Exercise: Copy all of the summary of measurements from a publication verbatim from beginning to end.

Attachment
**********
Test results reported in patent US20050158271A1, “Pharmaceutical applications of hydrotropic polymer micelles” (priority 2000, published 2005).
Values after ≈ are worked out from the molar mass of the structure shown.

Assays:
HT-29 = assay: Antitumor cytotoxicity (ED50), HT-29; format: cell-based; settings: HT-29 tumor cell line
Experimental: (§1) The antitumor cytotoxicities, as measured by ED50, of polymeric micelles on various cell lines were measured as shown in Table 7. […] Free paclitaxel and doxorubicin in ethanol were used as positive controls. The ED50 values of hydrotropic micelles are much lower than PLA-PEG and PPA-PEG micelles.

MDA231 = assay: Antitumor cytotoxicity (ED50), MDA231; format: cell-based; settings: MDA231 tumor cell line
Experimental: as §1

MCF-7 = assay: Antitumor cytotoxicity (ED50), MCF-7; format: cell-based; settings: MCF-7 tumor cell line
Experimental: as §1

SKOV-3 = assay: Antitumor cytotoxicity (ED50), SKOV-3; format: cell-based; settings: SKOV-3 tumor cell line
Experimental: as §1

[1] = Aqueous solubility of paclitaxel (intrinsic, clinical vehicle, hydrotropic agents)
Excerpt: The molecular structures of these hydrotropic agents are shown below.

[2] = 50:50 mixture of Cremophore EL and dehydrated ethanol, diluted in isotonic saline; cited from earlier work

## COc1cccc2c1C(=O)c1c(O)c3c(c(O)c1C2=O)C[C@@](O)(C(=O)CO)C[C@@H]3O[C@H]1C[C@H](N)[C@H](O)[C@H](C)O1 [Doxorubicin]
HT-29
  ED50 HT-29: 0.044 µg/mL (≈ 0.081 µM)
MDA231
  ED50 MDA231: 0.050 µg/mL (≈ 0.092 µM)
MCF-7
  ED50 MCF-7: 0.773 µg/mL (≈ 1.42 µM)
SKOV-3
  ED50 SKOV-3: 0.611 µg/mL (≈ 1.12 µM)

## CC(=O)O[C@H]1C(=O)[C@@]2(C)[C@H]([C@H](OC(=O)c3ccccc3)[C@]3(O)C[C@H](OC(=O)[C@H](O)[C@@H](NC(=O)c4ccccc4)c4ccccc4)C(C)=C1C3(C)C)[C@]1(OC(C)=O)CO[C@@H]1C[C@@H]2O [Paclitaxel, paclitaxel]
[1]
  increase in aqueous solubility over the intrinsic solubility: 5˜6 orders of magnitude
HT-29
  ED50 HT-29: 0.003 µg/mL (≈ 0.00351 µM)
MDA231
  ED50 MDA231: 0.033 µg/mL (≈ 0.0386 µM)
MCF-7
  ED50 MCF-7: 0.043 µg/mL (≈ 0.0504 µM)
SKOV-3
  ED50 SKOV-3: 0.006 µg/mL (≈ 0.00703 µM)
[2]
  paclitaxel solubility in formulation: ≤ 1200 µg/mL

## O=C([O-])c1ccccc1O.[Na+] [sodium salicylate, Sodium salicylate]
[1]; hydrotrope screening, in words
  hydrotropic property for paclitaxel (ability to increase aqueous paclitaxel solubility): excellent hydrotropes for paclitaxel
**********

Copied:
Test results reported in patent US20050158271A1, “Pharmaceutical applications of hydrotropic polymer micelles” (priority 2000, published 2005).
Values after ≈ are worked out from the molar mass of the structure shown.

Assays:
HT-29 = assay: Antitumor cytotoxicity (ED50), HT-29; format: cell-based; settings: HT-29 tumor cell line
Experimental: (§1) The antitumor cytotoxicities, as measured by ED50, of polymeric micelles on various cell lines were measured as shown in Table 7. […] Free paclitaxel and doxorubicin in ethanol were used as positive controls. The ED50 values of hydrotropic micelles are much lower than PLA-PEG and PPA-PEG micelles.

MDA231 = assay: Antitumor cytotoxicity (ED50), MDA231; format: cell-based; settings: MDA231 tumor cell line
Experimental: as §1

MCF-7 = assay: Antitumor cytotoxicity (ED50), MCF-7; format: cell-based; settings: MCF-7 tumor cell line
Experimental: as §1

SKOV-3 = assay: Antitumor cytotoxicity (ED50), SKOV-3; format: cell-based; settings: SKOV-3 tumor cell line
Experimental: as §1

[1] = Aqueous solubility of paclitaxel (intrinsic, clinical vehicle, hydrotropic agents)
Excerpt: The molecular structures of these hydrotropic agents are shown below.

[2] = 50:50 mixture of Cremophore EL and dehydrated ethanol, diluted in isotonic saline; cited from earlier work

## COc1cccc2c1C(=O)c1c(O)c3c(c(O)c1C2=O)C[C@@](O)(C(=O)CO)C[C@@H]3O[C@H]1C[C@H](N)[C@H](O)[C@H](C)O1 [Doxorubicin]
HT-29
  ED50 HT-29: 0.044 µg/mL (≈ 0.081 µM)
MDA231
  ED50 MDA231: 0.050 µg/mL (≈ 0.092 µM)
MCF-7
  ED50 MCF-7: 0.773 µg/mL (≈ 1.42 µM)
SKOV-3
  ED50 SKOV-3: 0.611 µg/mL (≈ 1.12 µM)

## CC(=O)O[C@H]1C(=O)[C@@]2(C)[C@H]([C@H](OC(=O)c3ccccc3)[C@]3(O)C[C@H](OC(=O)[C@H](O)[C@@H](NC(=O)c4ccccc4)c4ccccc4)C(C)=C1C3(C)C)[C@]1(OC(C)=O)CO[C@@H]1C[C@@H]2O [Paclitaxel, paclitaxel]
[1]
  increase in aqueous solubility over the intrinsic solubility: 5˜6 orders of magnitude
HT-29
  ED50 HT-29: 0.003 µg/mL (≈ 0.00351 µM)
MDA231
  ED50 MDA231: 0.033 µg/mL (≈ 0.0386 µM)
MCF-7
  ED50 MCF-7: 0.043 µg/mL (≈ 0.0504 µM)
SKOV-3
  ED50 SKOV-3: 0.006 µg/mL (≈ 0.00703 µM)
[2]
  paclitaxel solubility in formulation: ≤ 1200 µg/mL

## O=C([O-])c1ccccc1O.[Na+] [sodium salicylate, Sodium salicylate]
[1]; hydrotrope screening, in words
  hydrotropic property for paclitaxel (ability to increase aqueous paclitaxel solubility): excellent hydrotropes for paclitaxel